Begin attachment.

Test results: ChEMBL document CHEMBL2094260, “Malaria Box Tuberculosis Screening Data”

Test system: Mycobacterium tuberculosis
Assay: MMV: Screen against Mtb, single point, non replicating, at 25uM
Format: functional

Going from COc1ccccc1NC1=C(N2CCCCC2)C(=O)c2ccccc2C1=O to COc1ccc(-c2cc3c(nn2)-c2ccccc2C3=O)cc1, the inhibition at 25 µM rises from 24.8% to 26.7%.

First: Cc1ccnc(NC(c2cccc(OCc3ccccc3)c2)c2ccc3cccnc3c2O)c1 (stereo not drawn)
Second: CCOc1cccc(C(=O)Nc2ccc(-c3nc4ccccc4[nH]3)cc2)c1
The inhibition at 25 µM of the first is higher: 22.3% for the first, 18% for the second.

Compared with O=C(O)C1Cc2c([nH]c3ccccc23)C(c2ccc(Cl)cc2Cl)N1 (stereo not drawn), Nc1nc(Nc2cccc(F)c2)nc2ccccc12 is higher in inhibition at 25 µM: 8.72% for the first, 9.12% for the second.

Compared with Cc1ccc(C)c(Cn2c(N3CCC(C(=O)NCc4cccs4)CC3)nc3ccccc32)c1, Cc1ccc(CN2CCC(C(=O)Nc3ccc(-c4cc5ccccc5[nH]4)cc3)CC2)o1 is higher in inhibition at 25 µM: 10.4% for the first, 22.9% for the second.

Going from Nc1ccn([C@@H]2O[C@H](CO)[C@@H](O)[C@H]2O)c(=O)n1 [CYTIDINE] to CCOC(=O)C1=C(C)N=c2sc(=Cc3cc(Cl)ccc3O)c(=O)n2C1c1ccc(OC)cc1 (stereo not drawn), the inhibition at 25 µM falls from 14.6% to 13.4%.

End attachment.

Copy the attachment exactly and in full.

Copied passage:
Test results: ChEMBL document CHEMBL2094260, “Malaria Box Tuberculosis Screening Data”

Test system: Mycobacterium tuberculosis
Assay: MMV: Screen against Mtb, single point, non replicating, at 25uM
Format: functional

Going from COc1ccccc1NC1=C(N2CCCCC2)C(=O)c2ccccc2C1=O to COc1ccc(-c2cc3c(nn2)-c2ccccc2C3=O)cc1, the inhibition at 25 µM rises from 24.8% to 26.7%.

First: Cc1ccnc(NC(c2cccc(OCc3ccccc3)c2)c2ccc3cccnc3c2O)c1 (stereo not drawn)
Second: CCOc1cccc(C(=O)Nc2ccc(-c3nc4ccccc4[nH]3)cc2)c1
The inhibition at 25 µM of the first is higher: 22.3% for the first, 18% for the second.

Compared with O=C(O)C1Cc2c([nH]c3ccccc23)C(c2ccc(Cl)cc2Cl)N1 (stereo not drawn), Nc1nc(Nc2cccc(F)c2)nc2ccccc12 is higher in inhibition at 25 µM: 8.72% for the first, 9.12% for the second.

Compared with Cc1ccc(C)c(Cn2c(N3CCC(C(=O)NCc4cccs4)CC3)nc3ccccc32)c1, Cc1ccc(CN2CCC(C(=O)Nc3ccc(-c4cc5ccccc5[nH]4)cc3)CC2)o1 is higher in inhibition at 25 µM: 10.4% for the first, 22.9% for the second.

Going from Nc1ccn([C@@H]2O[C@H](CO)[C@@H](O)[C@H]2O)c(=O)n1 [CYTIDINE] to CCOC(=O)C1=C(C)N=c2sc(=Cc3cc(Cl)ccc3O)c(=O)n2C1c1ccc(OC)cc1 (stereo not drawn), the inhibition at 25 µM falls from 14.6% to 13.4%.